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Why Take Math?

This letter from a graduate student was innocent:

Dear Dr. Mankiw,
Hi, I am an undergraduate student studying economics in Michigan. I have recently become a big fan of your blog. I found your "Advice for Students" very helpful to professional economist-wannabes like me, and especially, those considering graduate study in economics. Your suggestion on math preparation for undergrads landed me on one simple question: "Do economists really use all that math?...I look forward to your answer. Thank you in advance!

Best Regards, [name withheld]

Now, some context. Greg Mankiw runs a blog that focuses on "Random Observations for Students of Economics." Mankiw's lengthy responses (and the subsequent blog comments) are great...and should be information shared with students in mathematics classrooms. The connection to economics is irrelevant, as most of the suggestions transfer to any discipline that involves mathematics requirements.

Some key passages from the blog discussion:

  • "Why do we academics want students that have taken a lot of math? There are several reasons:
    [1.] Every economist needs to have a solid foundation in the basics of economic theory and econometrics, even if you are not going to be either a theorist or an econometrician. You cannot get this solid foundation without understanding the language of mathematics that these fields use.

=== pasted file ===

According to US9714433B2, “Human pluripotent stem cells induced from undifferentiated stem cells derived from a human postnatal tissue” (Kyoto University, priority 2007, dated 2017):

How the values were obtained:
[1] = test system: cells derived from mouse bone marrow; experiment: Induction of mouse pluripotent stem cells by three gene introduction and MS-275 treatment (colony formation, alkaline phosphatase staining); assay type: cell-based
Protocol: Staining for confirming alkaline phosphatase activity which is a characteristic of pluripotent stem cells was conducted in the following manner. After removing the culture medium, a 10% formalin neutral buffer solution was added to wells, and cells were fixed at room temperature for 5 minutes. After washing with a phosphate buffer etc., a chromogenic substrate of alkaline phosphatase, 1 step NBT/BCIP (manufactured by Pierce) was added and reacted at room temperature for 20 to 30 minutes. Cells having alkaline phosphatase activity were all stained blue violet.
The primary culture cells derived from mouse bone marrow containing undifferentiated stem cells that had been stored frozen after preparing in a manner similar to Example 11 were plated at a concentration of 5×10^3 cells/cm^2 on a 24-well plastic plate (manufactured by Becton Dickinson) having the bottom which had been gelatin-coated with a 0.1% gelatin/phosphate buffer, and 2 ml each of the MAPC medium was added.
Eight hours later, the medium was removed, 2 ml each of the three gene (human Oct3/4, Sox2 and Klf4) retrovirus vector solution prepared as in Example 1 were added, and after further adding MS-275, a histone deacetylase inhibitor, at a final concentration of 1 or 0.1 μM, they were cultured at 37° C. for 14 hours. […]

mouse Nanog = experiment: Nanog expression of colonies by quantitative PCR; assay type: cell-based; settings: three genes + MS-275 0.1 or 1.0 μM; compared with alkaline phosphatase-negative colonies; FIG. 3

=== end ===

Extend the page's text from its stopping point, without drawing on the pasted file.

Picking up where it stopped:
[2.] Occasionally, you will need math in your job. In particular, even as a policy economist, you need to be able to read the academic literature to figure out what research ideas have policy relevance. That literature uses a lot of math, so you will need to be equipped with mathematical tools to read it intelligently.
    [3.] Math is good training for the mind. It makes you a more rigorous thinker.
    [4.] Your math courses are one long IQ test. We use math courses to figure out who is really smart...."
  • "It's not like they're asking you to eat broccoli or watch the ballet. Math is fun and has the added benefit of being good for you. I'll argue that if you don't enjoy math you don't really enjoy economics. Economics without math is just political science. Yuck." [Ryan]
  • "I disagree with Prof. Mankiw's "take math until it hurts." For most of us math will always hurt, so you need to keep taking it until it doesn't hurt." [JTapp]
  • "The most useful feature of mathematics is the precision with which it forces you to draw out inferences from an explicit set of assumptions. Economists who use the precise language of mathematics to write papers will always benefit, because it is easier for others to both theoretically assess and empirically test the validity of their arguments. In fact, this is the distinguishing feature that has made economics so much more useful than the other social sciences." [Anon.]
  • "Math is the fundamental essence behind everything. Any problem can be solved with math, absolutely any." [Darren]
The discussion continues.... Check out Mankiw's blog for the full discussion, which is a great source of information for mathematics teachers who fight the relevancy issue.